He’s a bearded giant who was born in Iran, but isn’t Iranian. She’s a freckle-faced redhead from New Zealand and only five feet tall. Together they have two boys, a daughter named Amelie and a restaurant called Blackboard Bistro. If you know how to get to West Seattle, you should check it out. The menu is divine, and if bites are made better by a good back story, it’s got that too. I don’t pretend to be a food critic, but I am definitely a food snob, and this place is yum.
It gets friendly when we walk in and see people we know. It gets interesting when cooing sounds come from the next table and regulars separate from their spoons long enough to whisper that the seafood special is amazing and don’t we dare order anything else. Yes, they cooed. It gets entertaining when our server whisks out her Kiwi accent and tells us she can now handwrite the menu on three huge blackboards with a piece of chalk in less than hour. And, it gets sad when my date doesn’t feel up to ordering dessert. Seriously.
Blackboard is recommended to me by Pete at C&P Coffee Company—you probably want to go there, too. Pete lives in West Seattle and he and his wife just enjoyed a fine meal at Blackboard. I explain to him, as he designs a heart of steamed milk on my mocha, that my date is a “foodie.” After being introduced to Seattle restaurants Mamnoon and Shanik, it’s obviously my turn to impress with the restaurant choice. So… I mean… how good is Blackboard… really?
Now I know. It’s really good.
Jacob Wiegner is the chef. He was a year old when his American parents holed up in a hotel and waited for a flight out of Iran; the Shah was gone, the hostage crisis about to explode, it was 1979 and there was fighting in the streets. Back in North Dakota, he was probably the only second grader teased for having hummus in his school lunch. At 18 he was a struggling actor in London, so when the cook called it quits at Bar Oz in Baystown, Jacob took the job. It was a freezer to fryer cooking gig, but enough to stir up new passion and pay rent. He eventually dropped Shakespeare and went for a world class Le Cordon Bleu culinary education. It meant sleepless, 60 to 80 hour workweeks in intense European kitchens and a “yes chef no chef, ” no music, no fun, no small talk environment. If you were late, you were fired. When the ceiling in his apartment finally collapsed in London, he moved his career to Florida. He didn’t go alone.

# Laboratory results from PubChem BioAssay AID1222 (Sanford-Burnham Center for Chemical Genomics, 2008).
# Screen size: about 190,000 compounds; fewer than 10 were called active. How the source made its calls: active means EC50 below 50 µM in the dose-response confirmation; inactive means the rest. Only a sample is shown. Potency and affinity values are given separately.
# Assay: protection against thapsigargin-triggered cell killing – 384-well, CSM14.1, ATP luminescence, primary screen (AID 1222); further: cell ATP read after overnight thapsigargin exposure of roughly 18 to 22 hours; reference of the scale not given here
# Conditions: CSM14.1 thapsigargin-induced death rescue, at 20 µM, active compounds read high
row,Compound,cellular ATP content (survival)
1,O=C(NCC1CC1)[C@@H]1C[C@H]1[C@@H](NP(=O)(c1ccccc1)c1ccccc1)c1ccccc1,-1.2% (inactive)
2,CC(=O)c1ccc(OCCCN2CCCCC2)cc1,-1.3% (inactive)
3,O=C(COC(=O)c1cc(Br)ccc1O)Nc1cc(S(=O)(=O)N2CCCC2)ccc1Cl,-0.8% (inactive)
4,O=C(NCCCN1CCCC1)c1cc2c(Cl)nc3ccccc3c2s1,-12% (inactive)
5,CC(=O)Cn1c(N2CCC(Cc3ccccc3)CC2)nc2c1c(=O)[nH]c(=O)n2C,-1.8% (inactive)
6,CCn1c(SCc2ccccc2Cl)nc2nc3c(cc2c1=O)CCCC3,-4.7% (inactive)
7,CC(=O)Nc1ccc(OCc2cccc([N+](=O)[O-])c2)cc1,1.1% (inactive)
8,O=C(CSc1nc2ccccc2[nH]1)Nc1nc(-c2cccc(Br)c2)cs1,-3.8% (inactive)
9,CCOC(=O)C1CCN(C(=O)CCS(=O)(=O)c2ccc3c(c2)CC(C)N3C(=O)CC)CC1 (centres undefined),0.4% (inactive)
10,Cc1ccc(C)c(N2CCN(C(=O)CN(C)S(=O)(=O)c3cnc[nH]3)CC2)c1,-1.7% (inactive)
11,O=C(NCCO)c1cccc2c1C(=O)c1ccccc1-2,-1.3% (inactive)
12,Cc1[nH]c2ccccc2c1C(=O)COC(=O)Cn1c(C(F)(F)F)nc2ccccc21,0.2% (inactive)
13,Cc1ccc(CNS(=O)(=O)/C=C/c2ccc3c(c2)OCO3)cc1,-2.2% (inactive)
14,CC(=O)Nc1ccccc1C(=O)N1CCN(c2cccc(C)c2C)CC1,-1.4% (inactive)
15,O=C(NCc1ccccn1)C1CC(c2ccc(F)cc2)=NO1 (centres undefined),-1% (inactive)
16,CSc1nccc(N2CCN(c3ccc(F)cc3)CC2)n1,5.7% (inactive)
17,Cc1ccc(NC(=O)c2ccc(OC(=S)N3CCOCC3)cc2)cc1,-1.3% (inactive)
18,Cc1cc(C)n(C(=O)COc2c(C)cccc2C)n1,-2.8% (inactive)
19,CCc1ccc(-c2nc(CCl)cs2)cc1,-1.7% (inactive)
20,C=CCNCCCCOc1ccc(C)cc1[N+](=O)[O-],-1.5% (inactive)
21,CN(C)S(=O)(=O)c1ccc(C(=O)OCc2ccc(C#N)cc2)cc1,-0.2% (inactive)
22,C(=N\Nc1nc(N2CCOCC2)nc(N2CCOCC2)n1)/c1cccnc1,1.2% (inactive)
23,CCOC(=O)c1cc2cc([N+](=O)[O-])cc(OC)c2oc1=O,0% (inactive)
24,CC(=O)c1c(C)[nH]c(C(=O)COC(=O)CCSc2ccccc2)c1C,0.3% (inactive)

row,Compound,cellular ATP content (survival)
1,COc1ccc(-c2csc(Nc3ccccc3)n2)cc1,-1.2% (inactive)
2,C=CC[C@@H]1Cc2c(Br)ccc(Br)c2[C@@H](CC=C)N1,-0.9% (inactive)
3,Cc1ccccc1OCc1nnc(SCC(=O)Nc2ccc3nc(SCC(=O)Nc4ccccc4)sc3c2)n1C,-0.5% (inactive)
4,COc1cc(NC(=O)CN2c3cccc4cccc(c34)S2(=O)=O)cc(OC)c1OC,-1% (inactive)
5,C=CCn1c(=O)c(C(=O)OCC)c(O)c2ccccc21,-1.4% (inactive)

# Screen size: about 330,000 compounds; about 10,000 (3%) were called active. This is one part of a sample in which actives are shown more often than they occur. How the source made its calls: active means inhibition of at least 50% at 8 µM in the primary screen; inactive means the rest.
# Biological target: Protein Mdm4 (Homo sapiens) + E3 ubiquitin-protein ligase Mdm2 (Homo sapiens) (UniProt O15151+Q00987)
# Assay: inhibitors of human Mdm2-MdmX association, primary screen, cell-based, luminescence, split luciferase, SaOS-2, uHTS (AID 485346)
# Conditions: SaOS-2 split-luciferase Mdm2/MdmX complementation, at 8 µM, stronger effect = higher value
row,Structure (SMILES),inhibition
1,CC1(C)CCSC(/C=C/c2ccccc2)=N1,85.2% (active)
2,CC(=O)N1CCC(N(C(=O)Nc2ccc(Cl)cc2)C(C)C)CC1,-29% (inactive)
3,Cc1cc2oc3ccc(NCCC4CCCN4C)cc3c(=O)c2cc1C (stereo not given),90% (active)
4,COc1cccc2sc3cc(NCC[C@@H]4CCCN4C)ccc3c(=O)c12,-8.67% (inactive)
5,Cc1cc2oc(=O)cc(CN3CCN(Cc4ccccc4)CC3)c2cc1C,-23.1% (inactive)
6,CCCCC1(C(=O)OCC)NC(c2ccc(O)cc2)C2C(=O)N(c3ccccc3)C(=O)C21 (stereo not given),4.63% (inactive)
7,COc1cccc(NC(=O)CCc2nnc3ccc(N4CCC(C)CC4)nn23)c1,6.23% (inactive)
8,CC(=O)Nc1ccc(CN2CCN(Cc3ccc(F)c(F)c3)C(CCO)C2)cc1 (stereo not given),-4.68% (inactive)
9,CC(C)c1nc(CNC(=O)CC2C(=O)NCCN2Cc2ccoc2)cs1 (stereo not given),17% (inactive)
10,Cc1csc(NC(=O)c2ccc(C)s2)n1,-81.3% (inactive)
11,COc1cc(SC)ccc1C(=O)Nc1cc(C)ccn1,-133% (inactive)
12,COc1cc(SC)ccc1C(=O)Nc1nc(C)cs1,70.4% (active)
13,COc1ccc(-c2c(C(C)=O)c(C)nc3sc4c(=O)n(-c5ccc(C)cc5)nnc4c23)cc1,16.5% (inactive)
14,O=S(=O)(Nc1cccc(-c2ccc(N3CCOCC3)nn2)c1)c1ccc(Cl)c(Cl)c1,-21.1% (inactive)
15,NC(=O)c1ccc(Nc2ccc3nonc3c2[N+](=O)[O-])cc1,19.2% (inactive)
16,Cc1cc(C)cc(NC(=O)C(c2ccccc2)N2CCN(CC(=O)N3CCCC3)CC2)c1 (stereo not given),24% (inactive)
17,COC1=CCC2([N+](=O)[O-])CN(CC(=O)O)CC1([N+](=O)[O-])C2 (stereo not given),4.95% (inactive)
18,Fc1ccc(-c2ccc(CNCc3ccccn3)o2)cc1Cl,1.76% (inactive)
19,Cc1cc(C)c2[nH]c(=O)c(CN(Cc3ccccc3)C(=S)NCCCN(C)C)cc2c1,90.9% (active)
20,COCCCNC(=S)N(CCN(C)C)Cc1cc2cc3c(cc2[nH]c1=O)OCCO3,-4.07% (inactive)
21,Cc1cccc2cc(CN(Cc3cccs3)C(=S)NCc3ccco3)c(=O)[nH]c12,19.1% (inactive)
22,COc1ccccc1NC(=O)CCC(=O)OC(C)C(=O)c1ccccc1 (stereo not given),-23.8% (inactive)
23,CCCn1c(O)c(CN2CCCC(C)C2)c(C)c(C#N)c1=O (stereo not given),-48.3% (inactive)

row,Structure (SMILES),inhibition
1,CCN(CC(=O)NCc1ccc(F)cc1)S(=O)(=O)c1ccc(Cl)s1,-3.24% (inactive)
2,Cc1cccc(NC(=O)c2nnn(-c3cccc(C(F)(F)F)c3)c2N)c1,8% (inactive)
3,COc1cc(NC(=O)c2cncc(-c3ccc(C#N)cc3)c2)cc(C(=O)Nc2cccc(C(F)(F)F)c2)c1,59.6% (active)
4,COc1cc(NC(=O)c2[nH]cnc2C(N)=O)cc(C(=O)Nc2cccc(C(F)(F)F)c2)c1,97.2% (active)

Ginger Wiegner-Booth is patient, adored and adorably short. She was 18 when she left Wellington for her Overseas Experience or ‘OE’ as it’s called in New Zealand, that’s the two year period most young Kiwis spend abroad. She went to London and was the barmaid at Bar Oz in Baystown, and most certainly the reason Jacob happened to be hanging around when the cook resigned. Now Ginger has three kids and lives in Seattle because the land and water remind her of home. One of her favorite words is sparkling, and it’s what she wants in the personality at the front of her restaurant—she’s interviewing candidates. Being on staff at Blackboard is being part of the family. When Ginger places her husband’s food on tables, she’s thinking “here’s all of our love” with each plate.
And it’s true. I can taste the love in my crab salad with snippets of apple and a dreamy dressing; in the seafood dish, which was really more of a coconut and dumplings seafood smattering to die for; in the pork scaloppini, which I don’t usually eat, but just can’t help myself because there are mushrooms involved.
“There’s always something for a foodie, and for a non foodie…those people who want to see something they recognize on the menu, and those people who don’t. Some people come for something special, like offal.” Ginger tells me.
So, call me squeamish, but to me offal sounds awful. I’ve never been able to stomach it. When I come back to meet him on a different day, Jacob objects to my objection.
“I love all the old school things—heads, feet, organs. Sure you scrunch your face but if you’ve had them done right…” he says, plotting to prepare duck heart and gizzards for my scrunched face.
His favorite dish, or execution meal as he calls it, is Salade de Museau, a classical French salad made from thinly sliced head cheese, red onions, capers, croutons parsley and mustard dressing all tossed together.
“Nobody likes head cheese, but it’s one of the most divine things you can possibly be fed.”
Jacob doesn’t perform on stage anymore, but he reads his menu aloud like it’s poetry and he’s the Bard of Blackboard! He promises the Fleischkuekle is made with old German recipe secrets from a family cookbook in North Dakota: it’s meat wrapped in dough and fried—how good does that sound? English food comes and goes, Italian is a favorite and Mexican food shows up on the boards too. The menu changes often, the Wiegners say it’s never weird for the sake of being weird.
Before opening his own place, Jacob spent a few years as Philippe Thomelin’s sous-chef at Olivar in Seattle’s Capitol Hill neighborhood, where he liked the blackboard at the bar. Now celebrating almost three years, Blackboard remains the couple’s labor of love. Advertising isn’t cheap, and the location on California Street isn’t ideal because there’s not a lot foot traffic this far from the junctions. The last few restaurants in the same space didn’t survive long. I hope the Blackboard sticks around a while, these guys love what they do. For about a hundred bucks for two, I love what they do, too. I try the gizzards Jacob prepares, but it’s the crab salad that will keep this food snob coming back for more. And I still need dessert. Seriously.
By the way, the couple’s top restaurant pick is May Kitchen on Vashon Island. They say it’s worth the ferry trip, and is hands down the best Thai in Seattle! The Stranger says so too. I think I’ve got my restaurant pick for the next date night.